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Technology and data analytics hold the key to unlocking the information reinsurers need to price risk more accurately and strengthen their foothold in the market
As the insurtech market continues to grow and primary insurers gain greater insights into their customers, reinsurance companies are scrambling to keep up. Not only are they having to contend with stricter data privacy rules, digital tools are also helping primary insurers learn more about their customers than ever before, giving them a potential pricing advantage when evaluating risk and selling those customers insurance cover.
“Historically reinsurers were seen as having really good data because they would get it from all the insurers, so they would have a slightly broader view. But there is a concern now that they have less data in comparative terms to insurers in part because the way you can use data is much more restrictive,” says Lee Bacon, insurance and reinsurance partner at Clyde & Co. “How you get down to that granular level is a challenge. So there is a sense there’s a gap that needs to be bridged somehow.”
This matters for reinsurers because, while they are still able to view data from multiple clients in aggregate, they are potentially missing out on the micro-details that would help them better price risk. One area where reinsurers are using technology to gather insights that can enable them to improve the risk-pricing process is with catastrophe risk, says Jobay Cooney, senior managing director at Aon Benfield.
“One of the technologies reinsurers are implementing is high-resolution aerial imagery, computer vision and machine-learning for property risk assessment,” he says. “For example, they can perform a qualitative review with that technology of every insurance client’s roof. So they get a portfolio of risk and then look at individual roof condition, which is an important element of catastrophe risk, enabling them to put a qualitative score on it and make the underwriting capacity and pricing decisions based on this new and often more accurate data.”
Catastrophe risk pricing
Allianz Re, in-house reinsurance arm of global insurer Allianz Group, is also using data to improve catastrophe risk pricing. It takes the data it gathers from its global insurance entities and then overlays that information on geographical maps to help identify concentration hotspots where insurers could potentially be overexposed to catastrophe risks, says Dr Sibylle Steimen, managing director at Allianz Re.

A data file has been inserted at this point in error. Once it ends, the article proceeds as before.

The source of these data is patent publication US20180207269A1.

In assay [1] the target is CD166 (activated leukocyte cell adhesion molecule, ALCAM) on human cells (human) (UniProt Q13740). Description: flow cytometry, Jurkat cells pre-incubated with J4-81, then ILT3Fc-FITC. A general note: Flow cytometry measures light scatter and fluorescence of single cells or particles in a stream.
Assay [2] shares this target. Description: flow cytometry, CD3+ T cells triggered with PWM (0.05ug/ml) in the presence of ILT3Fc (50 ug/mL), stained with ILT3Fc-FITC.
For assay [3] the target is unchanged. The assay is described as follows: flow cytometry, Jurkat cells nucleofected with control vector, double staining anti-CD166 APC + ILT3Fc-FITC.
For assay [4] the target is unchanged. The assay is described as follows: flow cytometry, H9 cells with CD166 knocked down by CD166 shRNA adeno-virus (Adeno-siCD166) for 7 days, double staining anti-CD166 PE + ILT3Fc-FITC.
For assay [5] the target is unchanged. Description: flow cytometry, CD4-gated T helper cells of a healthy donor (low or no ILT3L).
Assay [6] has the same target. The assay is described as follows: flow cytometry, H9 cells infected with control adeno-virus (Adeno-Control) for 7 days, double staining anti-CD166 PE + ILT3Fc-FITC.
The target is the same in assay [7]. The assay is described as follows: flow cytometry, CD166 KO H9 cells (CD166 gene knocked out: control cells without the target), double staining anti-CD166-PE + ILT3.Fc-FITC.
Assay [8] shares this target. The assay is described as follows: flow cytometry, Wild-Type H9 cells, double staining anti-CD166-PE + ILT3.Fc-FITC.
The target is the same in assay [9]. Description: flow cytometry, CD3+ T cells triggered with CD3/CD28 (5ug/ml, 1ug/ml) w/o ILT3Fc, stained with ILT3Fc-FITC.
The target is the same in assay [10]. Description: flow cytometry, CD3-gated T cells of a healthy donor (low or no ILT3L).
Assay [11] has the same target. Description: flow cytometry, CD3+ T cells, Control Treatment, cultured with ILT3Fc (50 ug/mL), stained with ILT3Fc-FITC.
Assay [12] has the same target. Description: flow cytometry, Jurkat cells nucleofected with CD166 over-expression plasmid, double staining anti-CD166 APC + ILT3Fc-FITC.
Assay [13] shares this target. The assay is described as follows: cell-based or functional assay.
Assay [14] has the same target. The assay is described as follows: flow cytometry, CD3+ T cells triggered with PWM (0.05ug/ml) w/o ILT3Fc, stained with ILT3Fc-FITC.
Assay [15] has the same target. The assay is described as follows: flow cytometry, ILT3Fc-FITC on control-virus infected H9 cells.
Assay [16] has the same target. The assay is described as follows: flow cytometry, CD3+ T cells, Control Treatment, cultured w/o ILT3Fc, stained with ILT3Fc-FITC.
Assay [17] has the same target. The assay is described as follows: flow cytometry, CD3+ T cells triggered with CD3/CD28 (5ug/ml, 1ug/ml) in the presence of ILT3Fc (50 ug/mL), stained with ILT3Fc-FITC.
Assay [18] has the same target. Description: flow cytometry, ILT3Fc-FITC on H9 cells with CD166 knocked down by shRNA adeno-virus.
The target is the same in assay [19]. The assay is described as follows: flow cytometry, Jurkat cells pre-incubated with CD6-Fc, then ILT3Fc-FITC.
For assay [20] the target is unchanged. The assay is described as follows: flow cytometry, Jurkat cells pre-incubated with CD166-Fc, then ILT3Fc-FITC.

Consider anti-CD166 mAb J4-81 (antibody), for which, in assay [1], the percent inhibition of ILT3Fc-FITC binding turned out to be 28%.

“In our entities there are huge efforts to make the pricing systems more accurate and detailed,” she says. “When it comes to floods, our aim is to really do it on an individual location basis because it is super important that you have the accurate location and price the risk accordingly because a couple of metres left or right can mean a big potential loss or not.”
Data quality is also an issue that many reinsurers have to grapple with given it often comes in a range of unstructured formats. Greg Boutin, chief executive of insurtech company Relay, says the ability to obtain cleaner data from clients will enable reinsurers to price risk better and faster.
“Once you get data in a format that’s machine friendly, then you have a much greater ability to apply your pricing algorithms and other things to it,” he says. “For any pricing you need data intake mechanisms and currently these mechanisms are still in the stone age.”
Improving client relationships
Technology can not only help reinsurers price risk more accurately, it also has the potential to build better relationships with their clients. Take Swiss Re. It has set up its own tech platform iptiQ, a white-label insurance provider that allows insurers to adopt a digital distribution model without having to invest in developing the technology themselves. By using iptiQ’s cloud-based applications and data-analytics tools, it makes buying insurance easier for end users. And it also gives Swiss Re the ability to partner with non-traditional providers such as banks and retailers.
“Traditionally, Swiss Re is a risk-pricing and a capital-risk provider, but now, through iptiQ’s platform and technology, we’ve also become a technology provider,” says Carl Christensen, chief executive of iptiQ, life and health, in Europe, Middle East and Africa. “If our partners like what we do and we can improve their insurance service and performance through technology, then clearly the relationship becomes stickier.”
Technology could also encourage reinsurers and insurance carriers to collaborate more effectively. One area that is ripe for collaboration, says Aon Benfield’s Cooney, is emerging risks around autonomous and semi-autonomous vehicles. “It’s really a greenfield in utilising data and technology to understand the risk and that could be very important,” he says.
But tech-based collaboration is not without challenges. “There is a common interest in having and sharing as much anonymised data as you can, but you need a system that everyone is using to get the most benefits from it,” says Bacon. “If you have one person using Betamax, another using VHS and another using Blu Ray, that doesn’t really work. The question is how does the market agree on common platforms and access requirements?”
To find out more, read Resilience in Financial Services